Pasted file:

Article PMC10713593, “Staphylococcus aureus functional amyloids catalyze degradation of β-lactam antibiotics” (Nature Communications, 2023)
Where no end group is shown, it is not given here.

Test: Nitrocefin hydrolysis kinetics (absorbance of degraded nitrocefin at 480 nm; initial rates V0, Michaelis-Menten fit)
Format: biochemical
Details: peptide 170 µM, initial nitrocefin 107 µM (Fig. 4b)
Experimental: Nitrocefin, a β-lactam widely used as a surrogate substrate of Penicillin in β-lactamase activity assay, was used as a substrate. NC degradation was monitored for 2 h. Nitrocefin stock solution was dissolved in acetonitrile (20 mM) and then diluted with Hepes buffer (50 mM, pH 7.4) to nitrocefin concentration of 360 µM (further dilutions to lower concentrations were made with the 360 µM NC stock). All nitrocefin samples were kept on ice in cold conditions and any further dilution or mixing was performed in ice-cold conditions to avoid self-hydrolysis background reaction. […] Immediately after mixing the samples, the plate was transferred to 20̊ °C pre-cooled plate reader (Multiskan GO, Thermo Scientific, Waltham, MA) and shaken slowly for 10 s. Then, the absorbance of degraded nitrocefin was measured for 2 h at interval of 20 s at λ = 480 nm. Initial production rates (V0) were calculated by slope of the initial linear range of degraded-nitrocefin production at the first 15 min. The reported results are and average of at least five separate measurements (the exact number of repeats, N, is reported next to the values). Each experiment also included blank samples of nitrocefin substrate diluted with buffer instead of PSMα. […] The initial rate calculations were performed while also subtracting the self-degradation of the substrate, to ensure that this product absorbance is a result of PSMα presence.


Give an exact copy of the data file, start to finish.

Article PMC10713593, “Staphylococcus aureus functional amyloids catalyze degradation of β-lactam antibiotics” (Nature Communications, 2023)
Where no end group is shown, it is not given here.

Test: Nitrocefin hydrolysis kinetics (absorbance of degraded nitrocefin at 480 nm; initial rates V0, Michaelis-Menten fit)
Format: biochemical
Details: peptide 170 µM, initial nitrocefin 107 µM (Fig. 4b)
Experimental: Nitrocefin, a β-lactam widely used as a surrogate substrate of Penicillin in β-lactamase activity assay, was used as a substrate. NC degradation was monitored for 2 h. Nitrocefin stock solution was dissolved in acetonitrile (20 mM) and then diluted with Hepes buffer (50 mM, pH 7.4) to nitrocefin concentration of 360 µM (further dilutions to lower concentrations were made with the 360 µM NC stock). All nitrocefin samples were kept on ice in cold conditions and any further dilution or mixing was performed in ice-cold conditions to avoid self-hydrolysis background reaction. […] Immediately after mixing the samples, the plate was transferred to 20̊ °C pre-cooled plate reader (Multiskan GO, Thermo Scientific, Waltham, MA) and shaken slowly for 10 s. Then, the absorbance of degraded nitrocefin was measured for 2 h at interval of 20 s at λ = 480 nm. Initial production rates (V0) were calculated by slope of the initial linear range of degraded-nitrocefin production at the first 15 min. The reported results are and average of at least five separate measurements (the exact number of repeats, N, is reported next to the values). Each experiment also included blank samples of nitrocefin substrate diluted with buffer instead of PSMα. […] The initial rate calculations were performed while also subtracting the self-degradation of the substrate, to ensure that this product absorbance is a result of PSMα presence.